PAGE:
First of all, decide if you want to do it just as a hobby, or professionally. Think about why you want to be an actor. What motivates you and excites you about acting? If you want to do it professionally, you have to really, REALLY want it more than anything else. Consider how much of a priority it is in your life – if you think it might get in the way of your social life, other work commitments, drinking habits etc, then I advise you to pursue another career, and enjoy acting as a hobby.

What if you want it to be more than just a hobby?
If you think that acting could very possibly be the most exciting, challenging and rewarding job you could ever have, then throw yourself in with total conviction. Invest in yourself and get training at a drama school. Here in Brighton we are lucky to have an excellent school called the Academy of Creative Training where I trained for 2 years (as did several other Ambleton Delight cast members). In addition to drama school, immerse yourself in movies and theatre, plays and scripts, and books about actors and acting.

What about those interested in screen work?
It’s essential to familiarise yourself with film and screen techniques, as drama school training will usually only provide an introduction to this, rather than go into serious detail. After completing my training, I was aware that I needed more experience in this area, and there were several resources that I found particularly helpful: First was Patrick Tucker’s book ‘The Secrets of Screen Acting’ which is a veritable goldmine of practical advice and techniques, as is Michael Caine’s book ‘Acting in Film’. Also, the workshop run by the director Andrew Higgs, called ‘The Alchemy of Screen Acting’ – again, this comprises really useful and practical advice, and you will get great quality showreel footage from it too. I landed the role in Ambleton Delight just over a year after finishing drama school, and I feel strongly that I would have been much less prepared for the demands of a lead role in a feature film without those resources.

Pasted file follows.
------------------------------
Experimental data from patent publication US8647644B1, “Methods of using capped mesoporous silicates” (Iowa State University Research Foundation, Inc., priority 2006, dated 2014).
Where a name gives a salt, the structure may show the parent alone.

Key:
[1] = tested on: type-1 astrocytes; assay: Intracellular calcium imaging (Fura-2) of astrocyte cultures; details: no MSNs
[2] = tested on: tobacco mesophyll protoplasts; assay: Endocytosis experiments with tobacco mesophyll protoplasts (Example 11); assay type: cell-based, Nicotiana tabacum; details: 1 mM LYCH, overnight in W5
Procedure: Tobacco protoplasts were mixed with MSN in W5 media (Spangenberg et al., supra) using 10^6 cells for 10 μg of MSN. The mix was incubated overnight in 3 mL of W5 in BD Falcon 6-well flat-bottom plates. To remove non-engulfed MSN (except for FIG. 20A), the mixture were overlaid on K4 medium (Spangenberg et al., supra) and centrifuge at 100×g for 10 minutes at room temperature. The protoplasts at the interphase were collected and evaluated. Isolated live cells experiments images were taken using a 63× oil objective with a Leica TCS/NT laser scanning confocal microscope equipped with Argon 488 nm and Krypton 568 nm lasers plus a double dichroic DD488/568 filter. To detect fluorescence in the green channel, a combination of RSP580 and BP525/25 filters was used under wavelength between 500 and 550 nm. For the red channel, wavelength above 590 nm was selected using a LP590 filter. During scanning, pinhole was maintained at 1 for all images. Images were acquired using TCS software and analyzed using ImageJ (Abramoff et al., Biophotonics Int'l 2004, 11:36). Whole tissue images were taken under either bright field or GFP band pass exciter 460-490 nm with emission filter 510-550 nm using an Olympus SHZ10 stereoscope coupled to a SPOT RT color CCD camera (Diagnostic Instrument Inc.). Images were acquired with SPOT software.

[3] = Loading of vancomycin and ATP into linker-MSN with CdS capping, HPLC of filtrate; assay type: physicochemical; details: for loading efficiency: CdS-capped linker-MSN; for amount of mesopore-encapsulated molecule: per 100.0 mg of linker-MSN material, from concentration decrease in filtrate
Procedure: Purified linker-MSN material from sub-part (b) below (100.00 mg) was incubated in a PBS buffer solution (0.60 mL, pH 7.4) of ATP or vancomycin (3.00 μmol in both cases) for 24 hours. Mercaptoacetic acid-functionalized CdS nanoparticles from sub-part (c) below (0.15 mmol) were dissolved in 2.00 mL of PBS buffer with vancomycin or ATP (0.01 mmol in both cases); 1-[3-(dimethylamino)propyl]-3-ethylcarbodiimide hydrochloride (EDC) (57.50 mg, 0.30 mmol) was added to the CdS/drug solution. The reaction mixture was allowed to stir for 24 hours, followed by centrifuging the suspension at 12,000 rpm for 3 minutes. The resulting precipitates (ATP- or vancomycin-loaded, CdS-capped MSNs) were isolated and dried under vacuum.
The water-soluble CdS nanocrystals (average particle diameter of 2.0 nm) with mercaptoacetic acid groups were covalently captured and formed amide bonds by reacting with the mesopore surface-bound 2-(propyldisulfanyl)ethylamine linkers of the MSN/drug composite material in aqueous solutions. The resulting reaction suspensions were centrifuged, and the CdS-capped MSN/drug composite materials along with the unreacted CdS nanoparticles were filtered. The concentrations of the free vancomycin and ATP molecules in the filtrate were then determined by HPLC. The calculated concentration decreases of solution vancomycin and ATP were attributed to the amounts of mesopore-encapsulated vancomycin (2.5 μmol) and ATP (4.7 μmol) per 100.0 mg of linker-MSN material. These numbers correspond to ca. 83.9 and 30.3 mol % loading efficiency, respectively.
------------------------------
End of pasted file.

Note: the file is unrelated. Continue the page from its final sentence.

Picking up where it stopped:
Any general acting tips?
  • Be spontaneous, open and flexible.
  • Trust your instincts.
  • Be fearless.
  • React truthfully.
What should actors not do?
  • Waste time or drop your concentration on set or in rehearsals.
  • Dwell on negativity, whether due to lack of work, or dissatisfaction with the acting work you are doing.
  • Be late for work. Ever!
  • And don't forget to remember why you love being an actor and above all ENJOY IT!

Monday, 15 November 2010

Tip #53 Creating a character -an actor's perspective

An interview with Jos Lawton (actor)

In a two part special we interview lead actor Jos Lawton, who won a Best Actor award (International Filmmaker Festival, 2009) for his role as John Miller in Ambleton Delight. In part one we focus on creating characters and using production difficulties to your advantage.

As an actor, how do you go about creating a particular character?
I read the script again and again - the text can give you so much information about your character. Also, I like to create a back story and some history for the character, thinking about the life they have experienced before we see them in the film.

How did you go about creating the character of John Miller in the film?
With Ambleton Delight, I was already provided with some back story for John Miller and I just expanded on that. I also listened carefully to Dan’s direction regarding John in order to make him outwardly calmer and less demonstrative than I had originally done so in the first audition, and to focus more on his internal state.

Did Ambleton Delight present any particular challenges as an actor?
One personal challenge I faced was injuring my leg a week before the start of the shoot. It was very painful and I found it difficult to walk or even stand without the use of a crutch. The team was very understanding, and luckily, the first scenes I shot involved being seated (the council scenes), but there was a shot of me walking outside the council building. Obviously I couldn’t use the walking stick I had been using and tried to walk as normally as possible. If you look carefully, you can see I’ve got a slight limp in that scene...

And how about the weekend night shoots? Those must have been difficult....